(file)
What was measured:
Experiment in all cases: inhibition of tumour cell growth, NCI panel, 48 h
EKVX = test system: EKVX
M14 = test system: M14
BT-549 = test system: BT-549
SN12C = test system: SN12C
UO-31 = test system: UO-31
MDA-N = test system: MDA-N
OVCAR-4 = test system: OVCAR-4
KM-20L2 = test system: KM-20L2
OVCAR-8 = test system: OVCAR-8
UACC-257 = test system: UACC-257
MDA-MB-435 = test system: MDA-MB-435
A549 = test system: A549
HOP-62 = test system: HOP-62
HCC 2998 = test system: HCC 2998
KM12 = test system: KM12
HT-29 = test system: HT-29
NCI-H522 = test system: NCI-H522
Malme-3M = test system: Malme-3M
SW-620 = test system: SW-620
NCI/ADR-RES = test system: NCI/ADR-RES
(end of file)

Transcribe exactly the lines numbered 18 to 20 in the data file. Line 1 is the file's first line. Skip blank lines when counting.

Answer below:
HT-29 = test system: HT-29
NCI-H522 = test system: NCI-H522
Malme-3M = test system: Malme-3M